Feeding off his panic, the horse bolted, Trenton seated firmly atop her. My mother and I still had hold of the lead rope and were trying to pull her head down to calm her, but Mom lost her grip and stumbled right as I dug in my heels, and Classy, rearing and screaming, pulled the rope out of my fingers (leaving 2nd degree rope burns in its wake, because I despite multiple college degrees I was not smart enough to wear gloves).

Then everyone else panicked. My brother started running after Classy (idiot, like he could catch her), my sister-in-law grabbed her daughter and mine and pulled them out of harm’s way (obviously smarter than her husband), and I started yelling for Trenton to hang on and not let go no matter what…

…until the remainder of the lead rope that had gotten wrapped around my leg during the struggle pulled taught and dropped me onto my face into the field, cutting off all my air and sound. Classy then proceeded to drag me over a hundred yards across the paddock (think about that for a moment…yeah, it was as gross as you imagine).

I managed to flip onto my back and remove my shoe, on which the rope was stuck, so I got free as the horse continued to gallop across the field. I started sprinting (rapidly hobbling) for the barn that bisects the center of the field while Trenton and the still-panicked Classy took a sharp turn at the far corner of the fence and came barreling across the ground toward the opposite side of the barn. By the time they were halfway across the field, I noticed our other quarter horse, Sage, galloping toward Classy. He’s the Alpha in the group, so my wonderful and clearly-more-intelligent-than-her-eldest-son mother had released him from his stall and slapped his flank to send him running to Classy. He corralled her back to the barn and escorted the panicked mare to her stall, Trenton still hanging onto the reins, his knuckles as white as his sun-bleached blond hair.

I was taking stock of possible injury, gauging everyone else’s reaction so we didn’t scare any of the other horses, and soothing my crying daughter – who couldn’t tell me why she was crying since everyone was fine – when I saw and heard what followed.

Once Classy was settled in her stall and sniffing through the feed in her bucket, Trenton, oblivious to the chaos behind him when his mighty steed (okay, mare) bolted, had thrown his leg over the saddle, slid down to the ground gracefully, and had run out of the stall with bright eyes and a huge grin. He went straight to the barn door to my sweet, calm mother, reaching up to her to be picked up and saying with all the excitement in his little heart, “Mimi! Mimi! Did you see that?! I was on that horse on that saddle and I had the reins and she went so fast and I rode her fast as fast as she could go all the way around without letting go and I did it all by myself!”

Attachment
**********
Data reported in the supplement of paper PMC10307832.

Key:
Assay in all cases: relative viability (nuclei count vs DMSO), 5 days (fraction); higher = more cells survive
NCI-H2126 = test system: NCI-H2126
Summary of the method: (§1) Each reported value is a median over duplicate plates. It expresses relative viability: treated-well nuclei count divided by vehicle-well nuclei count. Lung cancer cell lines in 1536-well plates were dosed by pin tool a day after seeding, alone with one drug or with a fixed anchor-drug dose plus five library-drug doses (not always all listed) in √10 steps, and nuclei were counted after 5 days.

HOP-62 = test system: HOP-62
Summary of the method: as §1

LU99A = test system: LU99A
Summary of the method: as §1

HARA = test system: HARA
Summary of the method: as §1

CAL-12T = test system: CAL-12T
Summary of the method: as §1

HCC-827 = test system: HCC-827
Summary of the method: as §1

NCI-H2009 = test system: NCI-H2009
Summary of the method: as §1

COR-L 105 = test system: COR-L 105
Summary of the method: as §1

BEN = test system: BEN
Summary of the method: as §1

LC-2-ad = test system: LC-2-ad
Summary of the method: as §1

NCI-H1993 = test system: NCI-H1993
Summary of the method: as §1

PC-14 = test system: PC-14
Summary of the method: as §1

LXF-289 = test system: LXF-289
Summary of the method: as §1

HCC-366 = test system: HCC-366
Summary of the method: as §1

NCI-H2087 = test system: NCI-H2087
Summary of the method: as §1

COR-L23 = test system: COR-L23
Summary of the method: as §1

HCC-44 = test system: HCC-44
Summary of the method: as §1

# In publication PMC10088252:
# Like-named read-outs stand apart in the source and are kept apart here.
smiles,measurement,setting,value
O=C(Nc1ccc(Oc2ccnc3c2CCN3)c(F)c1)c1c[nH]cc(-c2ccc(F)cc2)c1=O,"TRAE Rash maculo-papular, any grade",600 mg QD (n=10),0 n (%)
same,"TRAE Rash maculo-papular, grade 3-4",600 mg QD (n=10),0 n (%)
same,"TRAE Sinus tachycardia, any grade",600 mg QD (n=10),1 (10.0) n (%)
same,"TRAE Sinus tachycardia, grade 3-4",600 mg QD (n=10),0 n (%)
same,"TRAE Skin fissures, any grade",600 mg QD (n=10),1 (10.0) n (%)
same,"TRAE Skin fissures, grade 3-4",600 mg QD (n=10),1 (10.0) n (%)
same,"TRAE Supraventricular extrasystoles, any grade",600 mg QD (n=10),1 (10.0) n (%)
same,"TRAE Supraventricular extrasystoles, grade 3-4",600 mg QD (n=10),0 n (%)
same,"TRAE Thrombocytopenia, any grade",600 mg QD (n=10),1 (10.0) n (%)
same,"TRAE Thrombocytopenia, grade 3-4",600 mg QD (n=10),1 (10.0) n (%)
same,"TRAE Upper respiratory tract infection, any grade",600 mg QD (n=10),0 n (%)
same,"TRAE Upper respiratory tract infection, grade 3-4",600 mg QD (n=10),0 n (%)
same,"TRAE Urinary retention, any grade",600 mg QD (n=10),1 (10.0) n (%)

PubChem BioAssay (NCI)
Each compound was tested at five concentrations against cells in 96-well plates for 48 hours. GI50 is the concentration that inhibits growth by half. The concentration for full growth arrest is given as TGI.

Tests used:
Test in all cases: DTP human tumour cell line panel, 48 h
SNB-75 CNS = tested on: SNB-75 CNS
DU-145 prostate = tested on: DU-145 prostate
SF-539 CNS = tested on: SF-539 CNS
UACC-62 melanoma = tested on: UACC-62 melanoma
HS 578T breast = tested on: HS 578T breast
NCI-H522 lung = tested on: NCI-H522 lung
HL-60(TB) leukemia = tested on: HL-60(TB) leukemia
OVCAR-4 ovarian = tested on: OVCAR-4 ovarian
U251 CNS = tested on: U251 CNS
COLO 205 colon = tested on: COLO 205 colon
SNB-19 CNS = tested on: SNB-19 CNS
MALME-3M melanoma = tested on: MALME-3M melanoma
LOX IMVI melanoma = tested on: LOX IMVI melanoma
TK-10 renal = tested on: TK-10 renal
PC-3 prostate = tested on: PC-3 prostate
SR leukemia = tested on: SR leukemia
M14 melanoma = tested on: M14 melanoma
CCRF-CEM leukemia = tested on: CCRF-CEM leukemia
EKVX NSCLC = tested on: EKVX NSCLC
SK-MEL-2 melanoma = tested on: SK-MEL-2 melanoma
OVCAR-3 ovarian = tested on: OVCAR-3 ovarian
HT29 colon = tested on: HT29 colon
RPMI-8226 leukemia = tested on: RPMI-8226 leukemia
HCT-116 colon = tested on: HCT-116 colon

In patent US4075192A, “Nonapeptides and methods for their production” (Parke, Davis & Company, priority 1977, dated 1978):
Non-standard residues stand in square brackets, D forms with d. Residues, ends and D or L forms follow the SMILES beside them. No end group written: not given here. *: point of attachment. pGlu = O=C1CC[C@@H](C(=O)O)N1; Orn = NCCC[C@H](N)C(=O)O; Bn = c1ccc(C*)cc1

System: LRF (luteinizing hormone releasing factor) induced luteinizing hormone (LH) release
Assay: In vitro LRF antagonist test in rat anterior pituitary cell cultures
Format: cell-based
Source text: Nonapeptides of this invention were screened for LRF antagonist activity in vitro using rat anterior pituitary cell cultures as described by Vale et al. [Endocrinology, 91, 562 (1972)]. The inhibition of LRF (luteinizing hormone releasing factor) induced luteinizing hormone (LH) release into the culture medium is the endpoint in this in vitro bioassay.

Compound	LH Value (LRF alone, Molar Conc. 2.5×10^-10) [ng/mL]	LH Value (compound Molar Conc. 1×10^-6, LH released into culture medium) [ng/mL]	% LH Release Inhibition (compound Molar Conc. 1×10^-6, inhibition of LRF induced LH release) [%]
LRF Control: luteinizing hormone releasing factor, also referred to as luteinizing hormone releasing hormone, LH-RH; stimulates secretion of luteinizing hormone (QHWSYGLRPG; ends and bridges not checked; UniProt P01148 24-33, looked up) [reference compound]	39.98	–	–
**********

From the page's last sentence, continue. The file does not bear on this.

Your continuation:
To which Mimi (she’s too southern and too young to be called Grandma, she says) replied, “You sure did,” and patted him on the head.  She is and always has been eternally graceful, calm, and collected. (I do not take after her, in case you’re wondering.)

Then Trenton, without bothering to notice anyone else, asked Mimi if he could have a cookie, switching topics as children do, and she walked him and the girls to the house.

And honestly? I’ve never laughed so hard, because what looked to us like impending tragedy was the most brilliant and fun day of his life, and he had no idea what was happening just behind him.  You know how I know that? He looked at me this past Saturday – over 6 years later – while we watched Nyquist, his favorite (his school number is 13, like the thoroughbred), win the Run for the Roses and said, “Hey… do you remember that time we went to Mimi’s and I rode that one horse real, real, real fast all by myself?”

I said of course I remembered. Who could forget?

Then he said, “I bet I could ride in the derby with Nyquist and win all by myself, too. I would ride even faster than I did at Mimi’s!”

So of course I said, “You sure would,” and then I patted him on the head.